While waiting for our guests, we got ready to meet them. One of the main issues was transportation from San Juan Airport, where they were landing, to Fajardo. So we decided to rent a car, and meet them at the airport. We started to shop around, first stop being Avis and Enterprise, but it was Christmas time, and they were reluctant to give a car for regular prices. The last resort was World Car Rentals, which was not very reputable (we heard from several people that their cars were old, and insurance had a considerable amount for deductible; but Al felt desperate on Saturday, and booked a Mitsubishi for Wednesday (the 21st) at 11:00 am, so we would have time to do some shopping and drive an hour to San Juan Airport, to meet them at 4:30 pm.
On the morning of Wednesday, we moved to Sunbay Marina, and tied up in quite harsh conditions. When Al was getting ready to deal with the car around 9:00 am, he received a text message from Deniz, advising that their flight was delayed until 2:00 am in the morning, and they were in New York, USA at that moment. No matter, it gave us time to do shopping with our car, since carrying the groceries to the boat at Isleta was a major problem, but not in the new marina, since the car can be parked very close to the docks.
Al called for the car. The reception he got was “What? Who? When? No, there is no message about any car being reserved in your name”. Al was adamant, but since he is very polite, he pleaded with the lady, instead of getting angry, since we were kind of expecting it (at least I was). At last, he got a promise for a Ford Taurus, and we walked over to their office to get it. The lady gave us the keys, and told us to check the dents on the body before taking it. We saw that the outside was covered some small dents at every corner, but inside was another story; the side panel at the door was missing, the seats were burned by multiple cigarette tips etc. We went in, and I could not help pointing out to the lady that she gave us the worst car in the lot. I asked if they were reserving the other cars for “better customers”, and she said they ha VIP s. I laughed at her face, and reminded her about their bad reputation. I bluntly told her that we would not have come to them any other time of the year! I started walking about the lot, waiting for Al to come back. After some time, I peeked into the office, and he winked that we were getting one of the new Nissans. I have to thank my good friend Nural, who always encourages me for standing up for my rights. Al never argues with anyone, and I usually do not interfere; however, as it is said in Turkish, if the baby does not cry, no one would feed it. Sometimes, it is enough to show your displeasure to change things. Not always maybe, but it would not hurt to try.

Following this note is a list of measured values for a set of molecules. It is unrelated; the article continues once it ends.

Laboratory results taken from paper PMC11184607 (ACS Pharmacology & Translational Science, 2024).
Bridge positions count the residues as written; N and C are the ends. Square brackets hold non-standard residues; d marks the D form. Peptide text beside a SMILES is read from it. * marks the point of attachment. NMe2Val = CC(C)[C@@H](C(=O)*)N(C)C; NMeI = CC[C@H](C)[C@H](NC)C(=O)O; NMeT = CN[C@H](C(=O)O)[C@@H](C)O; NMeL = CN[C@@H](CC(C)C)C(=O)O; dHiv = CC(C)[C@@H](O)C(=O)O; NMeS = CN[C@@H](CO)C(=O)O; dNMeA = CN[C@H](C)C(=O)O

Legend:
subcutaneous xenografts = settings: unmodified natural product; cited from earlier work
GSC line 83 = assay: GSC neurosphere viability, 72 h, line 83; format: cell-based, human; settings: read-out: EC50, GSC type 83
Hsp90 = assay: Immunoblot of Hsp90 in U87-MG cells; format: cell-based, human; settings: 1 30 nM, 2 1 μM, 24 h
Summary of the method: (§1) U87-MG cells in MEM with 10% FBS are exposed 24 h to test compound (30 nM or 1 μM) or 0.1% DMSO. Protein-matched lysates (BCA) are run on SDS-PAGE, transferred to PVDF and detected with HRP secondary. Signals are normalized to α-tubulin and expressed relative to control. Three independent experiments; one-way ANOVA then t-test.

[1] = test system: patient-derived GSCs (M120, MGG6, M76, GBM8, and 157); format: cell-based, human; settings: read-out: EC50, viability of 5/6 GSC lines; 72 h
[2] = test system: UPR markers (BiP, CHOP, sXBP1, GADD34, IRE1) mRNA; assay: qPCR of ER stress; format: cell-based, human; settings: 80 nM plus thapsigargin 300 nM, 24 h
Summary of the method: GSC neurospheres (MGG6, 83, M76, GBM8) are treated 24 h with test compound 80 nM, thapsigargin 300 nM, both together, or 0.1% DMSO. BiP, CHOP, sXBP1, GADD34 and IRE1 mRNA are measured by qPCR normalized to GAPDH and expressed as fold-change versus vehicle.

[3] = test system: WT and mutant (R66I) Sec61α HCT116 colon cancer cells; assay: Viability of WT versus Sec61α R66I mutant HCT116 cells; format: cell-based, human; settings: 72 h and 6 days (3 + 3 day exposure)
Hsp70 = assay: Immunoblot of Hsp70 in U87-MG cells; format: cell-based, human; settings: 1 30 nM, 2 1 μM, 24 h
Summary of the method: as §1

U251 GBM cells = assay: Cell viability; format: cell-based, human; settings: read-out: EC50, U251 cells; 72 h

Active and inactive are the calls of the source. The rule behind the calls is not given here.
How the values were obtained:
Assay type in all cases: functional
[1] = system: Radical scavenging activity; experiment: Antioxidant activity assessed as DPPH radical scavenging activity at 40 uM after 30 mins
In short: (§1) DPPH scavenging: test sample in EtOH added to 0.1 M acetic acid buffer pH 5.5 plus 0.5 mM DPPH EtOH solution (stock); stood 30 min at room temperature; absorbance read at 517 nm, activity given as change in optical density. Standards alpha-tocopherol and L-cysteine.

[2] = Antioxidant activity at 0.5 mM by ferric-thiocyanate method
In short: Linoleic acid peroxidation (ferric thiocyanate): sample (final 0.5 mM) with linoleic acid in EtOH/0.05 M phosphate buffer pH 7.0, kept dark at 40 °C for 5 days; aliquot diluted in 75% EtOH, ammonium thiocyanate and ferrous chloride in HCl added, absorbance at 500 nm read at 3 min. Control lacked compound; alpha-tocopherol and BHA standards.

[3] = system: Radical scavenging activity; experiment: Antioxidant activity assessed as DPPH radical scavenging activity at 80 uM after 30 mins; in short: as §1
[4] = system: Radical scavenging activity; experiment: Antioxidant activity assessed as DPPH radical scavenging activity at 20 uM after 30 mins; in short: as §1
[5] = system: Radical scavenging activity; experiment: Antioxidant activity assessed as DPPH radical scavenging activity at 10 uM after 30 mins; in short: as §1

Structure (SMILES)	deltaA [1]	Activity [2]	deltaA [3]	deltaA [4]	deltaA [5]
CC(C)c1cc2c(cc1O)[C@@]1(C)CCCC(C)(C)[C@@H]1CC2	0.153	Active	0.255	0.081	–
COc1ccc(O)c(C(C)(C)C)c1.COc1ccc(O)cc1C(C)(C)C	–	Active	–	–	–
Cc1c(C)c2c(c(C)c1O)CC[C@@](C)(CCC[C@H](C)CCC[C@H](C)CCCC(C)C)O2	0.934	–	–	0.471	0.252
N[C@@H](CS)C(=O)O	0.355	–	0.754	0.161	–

Anyway, we got the car, did our shopping, with lots of time to spare, and got restless on the boat. I suggested we should start driving to San Juan in daylight (ends around 6:00 pm), since we did not know the way, and Al reluctantly obliged. We reached San Juan in about two hours, since we visited “The Outlet” mall on the way, just to see how Puerto Ricons were getting ready for Christmas. They were not any different than Americans or Canadians – franticly shopping and eating. The only difference was the absence of the Carol tunes constantly being broadcast on the loud speakers. What attracted my attention were the toques, woolen jackets and boots on sale – who would buy or wear them in a climate where the temperature never dips below 25 C. Correction, I saw some young girls sporting boots while wearing strapless tops. Oh well, they have to look good.